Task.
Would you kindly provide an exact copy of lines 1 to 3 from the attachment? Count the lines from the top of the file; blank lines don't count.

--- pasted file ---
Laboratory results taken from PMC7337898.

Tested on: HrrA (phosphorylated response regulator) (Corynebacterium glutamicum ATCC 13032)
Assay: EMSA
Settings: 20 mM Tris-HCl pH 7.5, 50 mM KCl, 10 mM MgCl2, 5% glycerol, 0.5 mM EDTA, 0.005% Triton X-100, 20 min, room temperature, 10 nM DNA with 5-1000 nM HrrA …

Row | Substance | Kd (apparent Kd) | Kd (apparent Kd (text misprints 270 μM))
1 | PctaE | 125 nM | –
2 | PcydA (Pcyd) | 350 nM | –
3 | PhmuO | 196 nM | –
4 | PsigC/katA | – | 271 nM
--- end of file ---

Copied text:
Laboratory results taken from PMC7337898.

Tested on: HrrA (phosphorylated response regulator) (Corynebacterium glutamicum ATCC 13032)
Assay: EMSA